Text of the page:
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slackware:cups [2007/12/15 16:16]
alien Additions to cups administration
slackware:cups [2010/02/14 21:46] (current)
alien Set the pfd script executable for all users (including user 'lp' which cupsd uses nowadays)
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 LogLevel debug LogLevel debug
 </code> and restart the CUPS server by running: <code> </code> and restart the CUPS server by running: <code>
-/etc/rc.d/rc/cups restart +/etc/rc.d/rc.cups restart 
-</code> You will see the following error messages in ''/var/log/cups/errorlog'': <code>+</code> You will see the following error messages in ''/var/log/cups/error_log'': <code>
     E [11/Nov/2004:20:30:25 +0100] print_job: Unsupported format 'application/octet-stream'!     E [11/Nov/2004:20:30:25 +0100] print_job: Unsupported format 'application/octet-stream'!
     I [11/Nov/2004:20:30:25 +0100] Hint: Do you have the raw file printing rules enabled?     I [11/Nov/2004:20:30:25 +0100] Hint: Do you have the raw file printing rules enabled?
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   * Next, we are going the create the file that provides or "pdf backend" functionality. Defining a new backend is really no more than creating an executable file called in CUPS's backends directory ''/usr/lib/cups/backend'' - this file's name will become the name of the backend. So, for the "pdf" backend we create the file ''/usr/lib/cups/backend/pdf'' and make this a shellscript, the contents of which you can find in the section below - [[#pdf_printer_scripts|PDF Printer Scripts]]. Do not forget to make this new "pdf" script executable: <code>   * Next, we are going the create the file that provides or "pdf backend" functionality. Defining a new backend is really no more than creating an executable file called in CUPS's backends directory ''/usr/lib/cups/backend'' - this file's name will become the name of the backend. So, for the "pdf" backend we create the file ''/usr/lib/cups/backend/pdf'' and make this a shellscript, the contents of which you can find in the section below - [[#pdf_printer_scripts|PDF Printer Scripts]]. Do not forget to make this new "pdf" script executable: <code>
 chmod 755 /usr/lib/cups/backend/pdf chmod 755 /usr/lib/cups/backend/pdf
-</code> This backend will in turn call two other scripts which we shall place in the library directory ''/usr/lib/cups/pdf'' - see next bullet point.+</code> This backend will in turn call two other scripts which we shall place in the library directory ''/usr/lib/cups/pdf'' - see next bullet point.\\ The reason the script did not get world-executable permissions, is that the backend program needs to be run as the //root// user - CUPS will only do that if the program is not world-executable. Otherwise, the backend would be run using the unprivileged user account, typically "lp". //The script needs to run as root in order to be able to change ownership of the resulting PDF file to the user who printed it.//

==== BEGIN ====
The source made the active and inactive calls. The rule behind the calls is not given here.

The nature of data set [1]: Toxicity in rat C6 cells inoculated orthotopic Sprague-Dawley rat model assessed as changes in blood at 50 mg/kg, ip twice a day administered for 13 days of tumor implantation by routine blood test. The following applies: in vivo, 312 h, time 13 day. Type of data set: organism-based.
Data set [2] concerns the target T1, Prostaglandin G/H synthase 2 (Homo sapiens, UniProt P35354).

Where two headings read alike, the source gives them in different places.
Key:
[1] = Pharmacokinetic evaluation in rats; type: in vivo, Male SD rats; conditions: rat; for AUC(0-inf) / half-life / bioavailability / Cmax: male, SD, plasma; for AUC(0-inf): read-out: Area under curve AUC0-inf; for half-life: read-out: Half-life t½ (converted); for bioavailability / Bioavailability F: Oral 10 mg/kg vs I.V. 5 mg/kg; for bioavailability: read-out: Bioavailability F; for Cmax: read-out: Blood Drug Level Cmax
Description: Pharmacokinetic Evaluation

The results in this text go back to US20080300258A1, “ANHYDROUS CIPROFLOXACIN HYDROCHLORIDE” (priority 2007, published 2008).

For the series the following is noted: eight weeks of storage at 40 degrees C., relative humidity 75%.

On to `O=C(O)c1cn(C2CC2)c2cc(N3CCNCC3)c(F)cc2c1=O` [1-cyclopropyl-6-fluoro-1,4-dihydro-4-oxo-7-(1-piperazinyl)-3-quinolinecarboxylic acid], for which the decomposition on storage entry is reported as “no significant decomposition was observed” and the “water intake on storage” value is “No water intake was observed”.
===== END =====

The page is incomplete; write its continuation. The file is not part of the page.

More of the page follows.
-  * Now that we have the ''pdf'' backend file in place, the next step is to create the two helper scripts that our ''pdf'' script uses. One script does the conversion of PostScript to PDF, while the second does the actual email delivery. \\Install these two files called "''ps2pdf.cups''" and "''sendpdf''" into the cups library directory which we just created: ''/usr/lib/cups/pdf''. You can find these scripts in the section below called [[#pdf_printer_scripts|PDF Printer Scripts]]. Do not forget to make these files executable: <code>+  * Now that we have the ''pdf'' backend file in place, the next step is to create the two helper scripts that our ''pdf'' script uses. One script does the conversion of PostScript to PDF, while the second does the actual email delivery.\\ Install these two files called "''ps2pdf.cups''" and "''sendpdf''" into the cups library directory which we just created: ''/usr/lib/cups/pdf''. You can find these scripts in the section below called [[#pdf_printer_scripts|PDF Printer Scripts]]. Do not forget to make these files executable: <code>
 chmod 755 /usr/lib/cups/pdf/ps2pdf.cups chmod 755 /usr/lib/cups/pdf/ps2pdf.cups
 chmod 755 /usr/lib/cups/pdf/sendpdf chmod 755 /usr/lib/cups/pdf/sendpdf